We forgot to photograph ours until
after the frost hit and killed it.
BORAGE: An annual, it was so easy to grow though. Out of many herb seeds we sowed in peat pellets, this one grew even when neglected and unwatered. By the end of the Summer, it was well over 2 feet tall and wide. The leaves were fuzzy and smelled amazing.
We never did get any flowers, though. Not that we remember. Maybe it was our fox problem that stopped it. Or our weather. Or maybe we started and transplanted it at the wrong times.
Since this is an herb for medicinal and culinary use, we plan on more successfully growing it next year. The seed content is an excellent source of oil, and it's a supplement we take regularly. Now we won't have to buy them!
Plus the leaves can be eaten in salads with a light cucumber taste. The flowers are a little sweet like honey and is often used to decorate dessert.
The following is information from: http://www.wisegeek.com/what-is-borage.htm (we did a little editing)...
- An herb is a plant whose leaves, seeds, or flowers are used for flavoring food or in medicine. Other uses of herbs include cosmetics, dyes, and perfumes. The name derives from the Latin word herba, meaning “green crops.” Borage, also called bugloss, is an herb, Borago officinalis, in the same family, Boraginaceae, as the Virginia cowslip and Virginia bluebell. It is an annual that grows wild in the Mediterranean, notably in Crete and Sicily, and is cultivated elsewhere.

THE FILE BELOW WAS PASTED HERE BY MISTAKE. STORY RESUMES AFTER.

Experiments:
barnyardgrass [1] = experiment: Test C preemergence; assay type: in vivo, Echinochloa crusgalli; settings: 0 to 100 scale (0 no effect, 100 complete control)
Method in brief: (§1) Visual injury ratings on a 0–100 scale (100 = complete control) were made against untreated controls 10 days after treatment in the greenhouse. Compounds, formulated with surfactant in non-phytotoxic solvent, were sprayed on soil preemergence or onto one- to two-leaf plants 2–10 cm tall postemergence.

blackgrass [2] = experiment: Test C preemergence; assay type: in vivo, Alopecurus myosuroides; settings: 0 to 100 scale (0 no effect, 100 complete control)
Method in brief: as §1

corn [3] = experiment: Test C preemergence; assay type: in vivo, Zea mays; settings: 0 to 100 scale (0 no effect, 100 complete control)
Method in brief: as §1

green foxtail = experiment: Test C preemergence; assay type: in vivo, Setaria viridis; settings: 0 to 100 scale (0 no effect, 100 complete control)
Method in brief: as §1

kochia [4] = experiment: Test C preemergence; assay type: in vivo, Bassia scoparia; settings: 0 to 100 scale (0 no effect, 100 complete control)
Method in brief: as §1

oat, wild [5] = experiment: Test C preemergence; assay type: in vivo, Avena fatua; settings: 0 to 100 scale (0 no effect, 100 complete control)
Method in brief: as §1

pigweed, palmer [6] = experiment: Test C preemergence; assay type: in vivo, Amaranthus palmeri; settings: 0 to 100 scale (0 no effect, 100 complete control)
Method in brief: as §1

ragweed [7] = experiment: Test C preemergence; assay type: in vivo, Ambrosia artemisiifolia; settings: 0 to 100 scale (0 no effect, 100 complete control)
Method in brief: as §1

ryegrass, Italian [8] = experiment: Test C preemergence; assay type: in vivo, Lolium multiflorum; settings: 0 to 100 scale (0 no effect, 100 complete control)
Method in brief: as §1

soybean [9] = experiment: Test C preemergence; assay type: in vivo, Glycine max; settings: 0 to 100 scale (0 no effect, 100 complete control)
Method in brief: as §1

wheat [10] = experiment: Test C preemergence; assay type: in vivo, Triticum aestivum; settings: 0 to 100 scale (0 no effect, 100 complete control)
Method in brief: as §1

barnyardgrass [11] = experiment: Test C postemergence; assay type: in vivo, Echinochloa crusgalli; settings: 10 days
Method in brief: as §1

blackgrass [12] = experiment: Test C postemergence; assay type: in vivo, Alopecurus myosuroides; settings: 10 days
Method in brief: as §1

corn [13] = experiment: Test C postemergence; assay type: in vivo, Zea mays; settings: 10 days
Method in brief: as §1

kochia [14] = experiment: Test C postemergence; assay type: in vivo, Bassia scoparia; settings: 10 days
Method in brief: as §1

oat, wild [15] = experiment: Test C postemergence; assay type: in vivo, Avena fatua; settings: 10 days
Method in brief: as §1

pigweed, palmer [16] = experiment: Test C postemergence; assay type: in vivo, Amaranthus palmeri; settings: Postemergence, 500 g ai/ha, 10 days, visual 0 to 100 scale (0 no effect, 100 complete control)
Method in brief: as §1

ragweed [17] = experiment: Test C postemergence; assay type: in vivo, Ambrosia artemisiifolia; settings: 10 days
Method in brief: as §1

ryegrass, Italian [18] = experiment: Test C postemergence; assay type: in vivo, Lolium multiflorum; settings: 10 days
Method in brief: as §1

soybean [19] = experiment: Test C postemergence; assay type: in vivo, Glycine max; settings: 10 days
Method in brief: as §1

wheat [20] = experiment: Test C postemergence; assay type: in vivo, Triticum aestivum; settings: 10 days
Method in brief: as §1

- History. Though less well-known than other herbs, borage has nevertheless been used for centuries as an herb and a pot herb. There are records of Roman use, dating back to the early years CE.
- Description. Borage, which grows up to two to three feet (60 to 90 cm) tall, is notable for it’s blue or purplish star-shaped flowers. The “furry” foliage is a grey-green color. The flowers and young leaves have a mild, cucumber-like flavor, and the plant is a great favorite with bees.
- Gardening. An avid reseeder, borage prefers a sunny site and well-drained soil. It spreads assiduously, so plant it in spots where this is a desired trait. It can be used as a border plant.
- WARNING: Note, however, that some sources recommend that pregnant and nursing women refrain from eating borage, so check with a medical professional for any health-related concerns.
- Food and Other Uses. Borage is often not available in United States grocery markets, so if you wish to use it, you may have to grow your own. The flowers can be used sugared for decorating or sprinkled on salads, and young leaves are used in salad, soup, and pasta. The leaves may be cooked in quantity, like other greens, and served as a vegetable side dish or used as a pasta stuffing or crepe filling. As noted, the leaves are “furry,” but the covering is said to disappear after cooking.
- Borage seed oil is used in topical treatments for dry skin, for people with diabetes and eczema, for example. Borage honey is also available.